JOHN OLIVER SIMON
John Oliver Simon is one of the legendary poets of the Berkeley 60's who has remained
true to his calling. Published from Abraxas to Zyzzyva, he is also a distinguished
translator of contemporary Latin American poetry, who received an NEA fellowship for his
work with the great Chilean, Gonzalo Rojas (1917-2011). He is Artistic Director of Poetry
Inside Out, a program of the Center for the Art of Translation, and is the River of Words
2013 Teacher of the Year.
The question is what I'm the right distance from:
just before sitting down to write, fumbling
with a new candle, wax must drip in the pan,
my granddaughter doing cartwheels last Friday,
last time I painted watercolors, Sheila
and Victor's house on Roosevelt Ave, their mural
of green trees within which actual windows
are houses on a distant twilight mountain,
the mountains I climbed, the hurtful thing I said
to my Dad not my father in the kitchen
to my Mom at the moment she remarried,
floral swan-maidens' hats at my grandparents'
wedding — only one looking at the camera
five-year-old in sailor suit, Ansel Adams.
My Dad who wasn't my father imagined
the old maples trudging up Bantam Mountain
a magical mystical Forest of Arden
inhabited by nice talking animals
he must have suspected I wasn't his kid
from the moment he first saw my cowbird eyes
then must have known: played catch with me anyway,
played like they say the shitty hand he was dealt,
baffled by my adolescent revulsion,
the poetry virus from my stepfather,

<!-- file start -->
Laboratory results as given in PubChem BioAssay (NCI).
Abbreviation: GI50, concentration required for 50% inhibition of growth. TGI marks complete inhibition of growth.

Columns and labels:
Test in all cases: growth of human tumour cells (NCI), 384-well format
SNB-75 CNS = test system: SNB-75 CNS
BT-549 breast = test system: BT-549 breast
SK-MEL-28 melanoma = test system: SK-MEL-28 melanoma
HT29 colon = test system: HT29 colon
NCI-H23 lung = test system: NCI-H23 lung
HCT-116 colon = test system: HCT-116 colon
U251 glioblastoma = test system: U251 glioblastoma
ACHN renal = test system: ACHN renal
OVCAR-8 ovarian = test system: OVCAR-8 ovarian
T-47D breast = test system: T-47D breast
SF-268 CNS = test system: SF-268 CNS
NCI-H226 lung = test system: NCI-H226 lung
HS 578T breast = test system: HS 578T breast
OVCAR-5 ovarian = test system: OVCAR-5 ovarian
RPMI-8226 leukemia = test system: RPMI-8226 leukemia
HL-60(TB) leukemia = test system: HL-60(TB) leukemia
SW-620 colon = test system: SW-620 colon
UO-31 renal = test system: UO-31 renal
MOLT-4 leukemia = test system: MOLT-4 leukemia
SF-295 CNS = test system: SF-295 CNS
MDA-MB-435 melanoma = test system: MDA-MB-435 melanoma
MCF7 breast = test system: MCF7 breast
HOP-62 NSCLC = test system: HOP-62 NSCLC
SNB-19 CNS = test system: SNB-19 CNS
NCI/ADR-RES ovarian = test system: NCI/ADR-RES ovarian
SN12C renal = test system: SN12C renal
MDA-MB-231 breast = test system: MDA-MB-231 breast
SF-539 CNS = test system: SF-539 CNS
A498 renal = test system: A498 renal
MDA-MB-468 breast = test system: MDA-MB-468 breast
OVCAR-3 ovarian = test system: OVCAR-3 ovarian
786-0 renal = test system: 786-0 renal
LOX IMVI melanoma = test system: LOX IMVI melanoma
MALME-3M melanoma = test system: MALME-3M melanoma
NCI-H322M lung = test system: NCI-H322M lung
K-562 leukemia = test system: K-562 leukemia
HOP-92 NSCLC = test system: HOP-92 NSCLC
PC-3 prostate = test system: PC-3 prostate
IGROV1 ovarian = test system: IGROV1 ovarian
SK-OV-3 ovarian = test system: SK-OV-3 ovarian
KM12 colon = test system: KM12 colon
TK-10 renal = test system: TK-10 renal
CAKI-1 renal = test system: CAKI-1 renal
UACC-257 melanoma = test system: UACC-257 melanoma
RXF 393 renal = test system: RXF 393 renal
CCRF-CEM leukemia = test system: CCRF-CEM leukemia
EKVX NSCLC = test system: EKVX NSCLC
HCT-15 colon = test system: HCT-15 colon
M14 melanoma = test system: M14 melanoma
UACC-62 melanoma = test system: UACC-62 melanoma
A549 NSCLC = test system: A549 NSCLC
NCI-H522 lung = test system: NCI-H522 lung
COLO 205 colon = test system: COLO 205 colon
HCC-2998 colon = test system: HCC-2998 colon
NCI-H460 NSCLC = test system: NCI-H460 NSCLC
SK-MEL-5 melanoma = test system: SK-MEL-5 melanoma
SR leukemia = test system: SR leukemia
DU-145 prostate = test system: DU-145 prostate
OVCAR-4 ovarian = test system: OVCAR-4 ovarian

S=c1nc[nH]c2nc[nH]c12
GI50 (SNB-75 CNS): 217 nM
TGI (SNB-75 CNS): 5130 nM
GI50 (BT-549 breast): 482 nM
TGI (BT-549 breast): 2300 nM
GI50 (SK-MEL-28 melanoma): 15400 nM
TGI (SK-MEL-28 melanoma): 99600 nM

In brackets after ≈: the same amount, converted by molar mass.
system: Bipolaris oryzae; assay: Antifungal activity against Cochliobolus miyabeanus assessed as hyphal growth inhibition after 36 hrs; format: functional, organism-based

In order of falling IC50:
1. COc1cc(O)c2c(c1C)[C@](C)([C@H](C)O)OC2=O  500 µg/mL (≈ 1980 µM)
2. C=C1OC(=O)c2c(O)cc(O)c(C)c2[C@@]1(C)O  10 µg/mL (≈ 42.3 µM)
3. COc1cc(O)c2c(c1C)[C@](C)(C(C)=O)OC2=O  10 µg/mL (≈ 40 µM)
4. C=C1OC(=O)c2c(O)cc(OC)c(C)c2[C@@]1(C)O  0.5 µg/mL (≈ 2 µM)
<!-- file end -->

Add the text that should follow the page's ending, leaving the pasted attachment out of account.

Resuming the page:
stood up to answer my versified complaints
watched impotent as I escaped forever
to my mother's ancestral California,
rooting for the Giants against his sad Mets.
I didn't call Bunny all through the fall months
of 1968 because I was sure
he was supporting Hubert Humphrey. Richard
and I tacked a poster on the Boneyard wall
capital bold san-serif letters REVOLUTION
REVOLUTION ELDRIDGE CLEAVER which becomes
a codpiece joke in retrospect, while Kia
who was to be and wasn't his granddaughter
was growing gills and a tail and losing them
in the privacy of her mother's tummy —
what did I fear anyway? controversy?
a full and frank exchange of opinions?
sorry for my anorexia, Bunny,
that deprived us of a good conversation.
"How come it's summer in Argentina when
it's winter here?" Teachable moment! Daddy
directs a candle be placed on the table
(hot wax flows down Grandpa's trembling fingers)
and Tesla Rose observes from the tilting globe
cartographer's illusion of the planet
how light waxes closer and farther away
before long a turtle stands in for the moon
and staring into the flame, "what are the stars?"
Inculcate geometry and inference
in accordance with the common core standards
all well and good, but what about the duende?
Tesla Rose takes in exactly what she can
and announces, "I'm the Queen of Jupiter!"
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